At its basic level, identiCenter links an individual’s identity and account information to his or her unique fingerprint profile. Upon initiating a transaction at the teller station, enrolled consumers place their finger on an optical-scan fingerprint reader to verify their identity. Once verified, their account information automatically appears on the teller’s screen.

Some biometric-enabled devices aim at more traditional physical access control needs.

AuthenTec, for example, has sensors designed into a wide range of access control devices, including multiple biometric door locks, smart cards, remote RF entry keys, time and attendance readers and other devices. Its TruePrint technology creates solutions specifically tailored for access control devices.

Then there are military applications for biometrics.

One example: The U.S. military is using Schlage Recognition Systems hand geometry readers housed inside a custom portal to ensure only authorized individuals access base camps in the Middle East. Handreaders automatically take a three-dimensional reading of the size and shape of a hand and verify the user’s identity in less than one second. They are not affected by dust, dirty hands, and minor injuries, which can cause false rejects with other biometric technology.

“The military used the hand geometry readers as a beta test in the theater for nine months and had excellent results,” says David Slagel, president of Modular Security Systems, the integrator from Ironton, Ohio. “They specifically requested the HandKey model because of its reliability, accuracy and durability. The HandKey unit is then placed inside our proprietary Modular Access Control (MAC) portal, which provides turnstiles and an access control infrastructure.”

The resulting portable, turnkey access control portals are plug-and-play, fully integrated security systems planned for military bases throughout the world. To install a MAC portal, military personnel simply set it in place and plug it into 220-power in a junction box. Since the units are portable, the military can establish a “moving perimeter,” widely used in base construction.

“When they finish with one site, they can simply pick up the portal and move it to the next site,” Slagel emphasizes. “For the military, it represents zero construction process. They used to spend $80,000 to $100,000 rebuilding these ‘brass shacks’ each time the perimeter changed.”

Using the portals is also easy. Military personnel enter the portal through one of five roll-up doors. They walk up to the entrance and present a proximity card and then their hand to the Handreader. If the light turns green, they are allowed entrance through the turnstiles. If the light is red, an alarm is sounded that alerts a guard, who then investigates.

Government and military end-users are high on biometrics.


Another firm, Sense Holdings, received multiple new orders from the United States Army for its proprietary biometric identification solution ISO-TRACK. The U.S. Army purchased Sense’s ISO TRACK security solution to strength security at a military facility based in Fort Carson, Colorado. Sense combined its DTU-100 biometric fingerprint reader, signature recognition pad USB digital camera, and the company’s custom ISO-TRACK software.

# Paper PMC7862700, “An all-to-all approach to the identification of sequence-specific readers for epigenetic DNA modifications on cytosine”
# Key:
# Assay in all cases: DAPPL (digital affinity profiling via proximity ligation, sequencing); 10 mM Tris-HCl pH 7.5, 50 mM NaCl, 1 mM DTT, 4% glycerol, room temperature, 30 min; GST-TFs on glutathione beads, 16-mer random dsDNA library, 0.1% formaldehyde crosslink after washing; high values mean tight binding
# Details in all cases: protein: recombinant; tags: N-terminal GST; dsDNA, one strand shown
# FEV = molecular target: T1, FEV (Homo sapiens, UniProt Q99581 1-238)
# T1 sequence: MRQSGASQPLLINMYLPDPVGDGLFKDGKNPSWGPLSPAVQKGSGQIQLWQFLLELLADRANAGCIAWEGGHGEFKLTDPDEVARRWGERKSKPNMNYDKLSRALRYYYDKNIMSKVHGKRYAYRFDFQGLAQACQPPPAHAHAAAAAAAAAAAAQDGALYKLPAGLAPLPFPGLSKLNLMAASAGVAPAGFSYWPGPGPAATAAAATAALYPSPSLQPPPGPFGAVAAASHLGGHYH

Financial institutions and other retail operations now see biometrics as a way to combine security and convenience for their customers.
The ISO-TRACK technology will replace current hand written registration procedures, incorporating proprietary software with digital fingerprint imaging devices, digital photography and signature analysis tablets. The complete system provides precise electronic captures made of this vital biometric information, while speeding up the registration process and creating more trustworthy data analysis

Major Participants

The major market participants within this market are:
  • AuthenTec
  • Atmel Corporation
  • Fujitsu Microelectronics America
  • Sony
  • Silex
  • UPEK Inc.
  • Validity Sensors Inc.
  • Veridicom
Source: Frost & Sullivan

Business Drivers

Network Security Usage is Spurring Demand for Swipe Sensors

  • Adoption of Silicon Fingerprint-Enabled Cell Phones is Driving Demand for Swipe Sensors
  • Lower Prices of Swipe Sensors Steering Uptake
  • Fingerprint Evaluation Platforms Verifying Performance Levels
  • Navigational and Personalization Features Boost Demand
  • Development of USBs is Encouraging Market Growth
  • Some of the market restraints are as follows:
  • Credibility of Technology Performance Levels
  • Stiff Competition from Alternative Technologies
  • Some of the industry challenges are as follows:
  • Cell Phone Market is Price Sensitive
  • On-going Requirement for High Investments in Technological Development
  • Key Partnerships and Alliances Critical to Success
  • Inaccurate Supplier Claims Likely to Cause Customer Confusion Delaying Projects
  • Real-world Performance and Strategic Reference Sites is Expected to Determine the Adoption of Biometric Systems
  • Essential Training in Use of Fingerprint Technologies